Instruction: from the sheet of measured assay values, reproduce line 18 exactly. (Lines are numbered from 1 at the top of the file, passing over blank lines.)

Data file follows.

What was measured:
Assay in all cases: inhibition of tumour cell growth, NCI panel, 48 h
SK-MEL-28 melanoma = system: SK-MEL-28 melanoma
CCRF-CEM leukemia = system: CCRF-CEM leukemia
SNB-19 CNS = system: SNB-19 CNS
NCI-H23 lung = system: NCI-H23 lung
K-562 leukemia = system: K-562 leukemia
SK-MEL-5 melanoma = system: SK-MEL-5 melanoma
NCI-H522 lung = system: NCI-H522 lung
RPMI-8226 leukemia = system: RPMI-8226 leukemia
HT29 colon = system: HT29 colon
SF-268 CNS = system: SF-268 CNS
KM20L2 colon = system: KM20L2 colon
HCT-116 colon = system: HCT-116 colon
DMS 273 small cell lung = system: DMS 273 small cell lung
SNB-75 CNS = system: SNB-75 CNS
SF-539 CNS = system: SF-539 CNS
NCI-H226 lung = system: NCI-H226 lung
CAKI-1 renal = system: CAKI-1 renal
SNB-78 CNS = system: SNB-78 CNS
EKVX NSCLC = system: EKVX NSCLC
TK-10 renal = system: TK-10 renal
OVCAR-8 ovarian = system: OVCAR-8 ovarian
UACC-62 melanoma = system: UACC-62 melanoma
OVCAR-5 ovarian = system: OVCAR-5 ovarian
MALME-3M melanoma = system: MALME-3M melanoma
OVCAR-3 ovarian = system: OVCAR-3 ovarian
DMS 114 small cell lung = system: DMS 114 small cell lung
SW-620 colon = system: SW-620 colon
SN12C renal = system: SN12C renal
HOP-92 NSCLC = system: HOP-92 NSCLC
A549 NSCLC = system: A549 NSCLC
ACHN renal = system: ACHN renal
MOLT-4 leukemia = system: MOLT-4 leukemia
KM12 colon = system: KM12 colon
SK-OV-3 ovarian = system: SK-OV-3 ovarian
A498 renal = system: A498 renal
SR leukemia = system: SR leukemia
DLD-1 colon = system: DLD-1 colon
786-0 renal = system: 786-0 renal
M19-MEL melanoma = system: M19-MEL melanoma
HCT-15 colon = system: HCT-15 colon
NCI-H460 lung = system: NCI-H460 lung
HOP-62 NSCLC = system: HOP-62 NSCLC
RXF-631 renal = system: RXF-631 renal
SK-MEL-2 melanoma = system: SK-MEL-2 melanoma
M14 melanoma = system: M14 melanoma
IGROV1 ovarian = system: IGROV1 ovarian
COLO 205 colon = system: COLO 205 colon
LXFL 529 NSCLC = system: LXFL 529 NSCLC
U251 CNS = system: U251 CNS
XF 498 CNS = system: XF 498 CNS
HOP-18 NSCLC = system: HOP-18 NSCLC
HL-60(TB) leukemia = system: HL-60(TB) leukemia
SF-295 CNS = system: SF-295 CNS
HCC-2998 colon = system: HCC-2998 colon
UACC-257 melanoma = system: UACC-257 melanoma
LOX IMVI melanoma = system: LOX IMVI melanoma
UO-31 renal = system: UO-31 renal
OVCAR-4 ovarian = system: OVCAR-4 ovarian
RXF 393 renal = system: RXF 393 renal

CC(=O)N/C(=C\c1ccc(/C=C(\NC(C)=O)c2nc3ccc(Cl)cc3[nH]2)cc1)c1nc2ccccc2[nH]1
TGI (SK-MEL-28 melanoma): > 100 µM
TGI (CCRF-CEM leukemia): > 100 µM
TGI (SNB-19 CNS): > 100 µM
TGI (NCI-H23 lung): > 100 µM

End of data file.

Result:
NCI-H226 lung = system: NCI-H226 lung